This year, though, I thought it would be more fun to stay down and try to experience some of that “Old Las Vegas” magic—what’s left of it, anyway.
This, in turn, inspired me to write this latest blog post. I’ve done some research with the help of a couple of travel guides (The Unofficial Guide to Las Vegas 2018 and Frommers), and I learned some cool stuff I didn’t know before.
My goal is to share it with you here.
What Is Old Las Vegas and How Does It Differ from New Las Vegas?
It’s no secret that Las Vegas is always changing with the times. When I think of “old” Vegas, I think of some of the following:
- Cheap buffets
- Cheap hotel rooms
- Cheap (and free) drinks
- Cheap, high-quality entertainment
- Small casinos
- A focus on gambling
That last point is especially important. At one time, everything in Vegas was a loss leader for the real revenue generator—gambling. You could eat at dozens of restaurants in town for next to nothing. It cost almost nothing to say in a hotel room as long as you were willing to spend some time in the casinos—which were tiny and filled with smoke.
The focus on gambling isn’t exclusive. It just means that all the other activities in the city were secondary. You could easily go to Vegas now and not spend any time gambling, but in the old days, all of the other entertainment was just there to get you onto the casino floor, blowing your money.
In fact, Las Vegas has become a luxury destination. Only a dozen or so hotels on the Strip target something other than the luxury market. The moderately priced properties have either been upgraded or destroyed.
As with many maturing businesses, there’s been a lot of consolidation among casino hotels in Las Vegas. Many of these properties used to be independently owned, but now, you’ll find little difference from one hotel and casino to the next—especially on the Strip.
That’s because most of them are now owned by 2 companies:
- Caesars Entertainment
- MGM Resorts International
Sure, you’ll find some superficial differences on the outsides of the casinos. One casino has a volcano, another has fountains, and another has a replica of the Eiffel Tower.
But the rooms and the atmosphere inside these properties is now more or less the same. There are 27 casinos on the Strip. 19 of them are owned by one of the 2 companies listed above.
When you think of old-school Vegas, you think of a certain seedy kind of ingenuity among the owners. It was more Wild West feeling than modern corporate feeling.
One area in which new Las Vegas now excels over old Vegas is the availability of timeshares and condos. You can find lodging of that kind through Air B&B and VRBO (Vacation Rentals by Owner). If you’re traveling with a family or even a lot of friends, this might be the most affordable and convenient option.
Like the United States’ middle class, mid-priced dining options are disappearing fast in Las Vegas. Even most of the buffets are expensive. You’ll often stand in line forever and spend $50 just to help yourself to the all-you-can-eat options. These options are, admittedly, awe-inspiring.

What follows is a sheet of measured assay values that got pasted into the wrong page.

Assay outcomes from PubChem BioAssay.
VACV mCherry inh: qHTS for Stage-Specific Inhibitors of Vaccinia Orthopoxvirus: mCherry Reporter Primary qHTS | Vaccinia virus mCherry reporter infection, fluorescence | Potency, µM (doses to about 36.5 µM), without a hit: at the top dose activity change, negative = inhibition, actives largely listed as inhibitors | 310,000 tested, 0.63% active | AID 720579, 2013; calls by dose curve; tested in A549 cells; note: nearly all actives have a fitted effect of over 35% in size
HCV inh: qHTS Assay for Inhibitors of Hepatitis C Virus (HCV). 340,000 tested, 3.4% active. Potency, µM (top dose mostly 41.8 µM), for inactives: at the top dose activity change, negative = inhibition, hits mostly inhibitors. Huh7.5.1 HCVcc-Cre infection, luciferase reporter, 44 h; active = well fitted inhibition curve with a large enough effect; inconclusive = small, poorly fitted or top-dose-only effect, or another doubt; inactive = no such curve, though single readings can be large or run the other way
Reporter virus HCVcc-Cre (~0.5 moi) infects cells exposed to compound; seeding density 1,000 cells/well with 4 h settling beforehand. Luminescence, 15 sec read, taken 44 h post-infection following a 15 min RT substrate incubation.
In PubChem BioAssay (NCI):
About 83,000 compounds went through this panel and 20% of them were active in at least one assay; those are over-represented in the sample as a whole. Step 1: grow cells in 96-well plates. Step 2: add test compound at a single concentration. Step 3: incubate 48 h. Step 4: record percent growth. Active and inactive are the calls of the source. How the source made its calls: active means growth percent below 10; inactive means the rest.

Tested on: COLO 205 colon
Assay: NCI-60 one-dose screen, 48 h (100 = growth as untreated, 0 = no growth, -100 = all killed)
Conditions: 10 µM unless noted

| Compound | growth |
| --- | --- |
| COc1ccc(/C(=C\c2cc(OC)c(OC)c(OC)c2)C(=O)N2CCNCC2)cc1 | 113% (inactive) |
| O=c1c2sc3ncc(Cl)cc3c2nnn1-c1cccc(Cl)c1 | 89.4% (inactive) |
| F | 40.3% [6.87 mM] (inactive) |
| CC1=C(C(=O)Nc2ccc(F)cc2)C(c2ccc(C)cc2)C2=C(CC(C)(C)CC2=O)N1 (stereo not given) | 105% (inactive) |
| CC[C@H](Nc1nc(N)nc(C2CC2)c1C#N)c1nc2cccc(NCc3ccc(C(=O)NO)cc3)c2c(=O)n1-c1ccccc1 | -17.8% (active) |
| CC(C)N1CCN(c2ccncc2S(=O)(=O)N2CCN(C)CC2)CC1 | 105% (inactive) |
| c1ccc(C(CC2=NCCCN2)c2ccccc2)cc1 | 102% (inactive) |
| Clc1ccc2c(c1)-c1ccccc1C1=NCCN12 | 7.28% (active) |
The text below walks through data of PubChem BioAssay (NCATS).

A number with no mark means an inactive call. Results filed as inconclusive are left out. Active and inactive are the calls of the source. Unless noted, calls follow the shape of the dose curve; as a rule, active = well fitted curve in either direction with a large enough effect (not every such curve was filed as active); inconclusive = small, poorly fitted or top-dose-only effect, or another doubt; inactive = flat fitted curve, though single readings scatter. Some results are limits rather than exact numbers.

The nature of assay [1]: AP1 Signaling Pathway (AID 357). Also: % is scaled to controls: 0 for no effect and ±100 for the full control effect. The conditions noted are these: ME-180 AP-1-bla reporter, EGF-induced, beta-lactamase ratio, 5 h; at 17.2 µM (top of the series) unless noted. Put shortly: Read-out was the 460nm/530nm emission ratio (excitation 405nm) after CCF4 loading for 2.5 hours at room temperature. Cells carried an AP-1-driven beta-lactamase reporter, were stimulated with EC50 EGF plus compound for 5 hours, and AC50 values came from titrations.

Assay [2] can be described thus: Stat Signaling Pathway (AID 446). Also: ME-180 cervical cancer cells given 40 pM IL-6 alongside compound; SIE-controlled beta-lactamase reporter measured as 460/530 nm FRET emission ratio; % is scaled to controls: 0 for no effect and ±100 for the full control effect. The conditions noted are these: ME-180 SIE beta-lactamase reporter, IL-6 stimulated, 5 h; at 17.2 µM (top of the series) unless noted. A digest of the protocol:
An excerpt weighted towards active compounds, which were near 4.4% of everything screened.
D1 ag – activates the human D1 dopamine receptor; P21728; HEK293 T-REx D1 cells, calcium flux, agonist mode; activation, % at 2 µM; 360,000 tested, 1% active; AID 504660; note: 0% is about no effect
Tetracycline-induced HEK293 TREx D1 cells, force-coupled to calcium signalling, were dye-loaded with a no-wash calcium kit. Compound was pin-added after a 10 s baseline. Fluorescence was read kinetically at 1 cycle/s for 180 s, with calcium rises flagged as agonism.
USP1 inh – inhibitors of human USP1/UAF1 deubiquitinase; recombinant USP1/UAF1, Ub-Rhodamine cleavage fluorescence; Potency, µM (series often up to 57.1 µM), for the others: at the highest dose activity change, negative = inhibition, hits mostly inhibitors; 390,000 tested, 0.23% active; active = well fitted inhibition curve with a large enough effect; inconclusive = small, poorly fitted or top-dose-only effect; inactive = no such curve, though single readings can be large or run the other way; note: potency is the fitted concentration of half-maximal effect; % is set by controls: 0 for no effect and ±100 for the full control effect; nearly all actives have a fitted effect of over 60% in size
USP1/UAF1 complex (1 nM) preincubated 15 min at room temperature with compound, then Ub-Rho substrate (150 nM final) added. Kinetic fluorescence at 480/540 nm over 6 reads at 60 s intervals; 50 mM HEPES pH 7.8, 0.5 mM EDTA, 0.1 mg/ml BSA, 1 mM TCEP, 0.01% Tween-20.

But gone are the days when you could saunter up to the Surf Buffet at the Holiday Inn at Boardwalk and gorge yourself to the sounds of the Beach Boys’ greatest hits being played repeatedly.
The same goes for entertainment options. Almost 5 dozen shows in town now charge $100 or more per ticket. Sure, there are still a few lounges and showrooms with more moderately priced entertainment, but that’s becoming increasingly rare, too.
You can also still find hotels and casinos which throw in free dining or show tickets. The best way to get these is to stay when the hotel’s occupancy rates are lower. You’re more likely to find such deals mid-week. Try to arrive on Sunday, Monday, or Tuesday, and get out of town before Friday. Also, try to avoid traveling into the city during special events or conventions.
If you have a property that you like, try searching for the word “promotions” along with the words “Las Vegas” and the property name. If you can be flexible with your travel dates, you can often get deals based on when they’re available.
And here are a few recommendations for things to see, do, and eat while you’re in Las Vegas if you want to see what it used to be like. I think you should do these things, soon, too, because I don’t expect them to last, either.
Visit the Neon Museum. This museum is entirely devoted to the neon signs that are so characteristic of classic Vegas. The museum itself has only been there since 1996, but it’s a real tribute to one of the aspects of Vegas that made it Vegas for so long.
Some of the famous casinos you can still see and gambling at in Glitter Gulch include:
- Binion’s Gambling Hall and Hotel
- Fremont Hotel and Casino
- The Four Queens Hotel and Casino
- Golden Gate Hotel and Casino (This is the oldest continuously operating hotel and casino in Las Vegas, by the way.)